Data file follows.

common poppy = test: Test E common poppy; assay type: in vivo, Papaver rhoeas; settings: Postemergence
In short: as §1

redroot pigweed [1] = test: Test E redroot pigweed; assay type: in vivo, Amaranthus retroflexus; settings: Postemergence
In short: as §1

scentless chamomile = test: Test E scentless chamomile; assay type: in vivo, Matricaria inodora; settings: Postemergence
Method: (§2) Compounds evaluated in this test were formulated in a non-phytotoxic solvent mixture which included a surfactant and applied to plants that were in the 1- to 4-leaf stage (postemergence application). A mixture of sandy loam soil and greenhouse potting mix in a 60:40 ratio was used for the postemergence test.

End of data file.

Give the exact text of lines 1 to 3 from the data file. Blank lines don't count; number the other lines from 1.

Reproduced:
common poppy = test: Test E common poppy; assay type: in vivo, Papaver rhoeas; settings: Postemergence
In short: as §1

redroot pigweed [1] = test: Test E redroot pigweed; assay type: in vivo, Amaranthus retroflexus; settings: Postemergence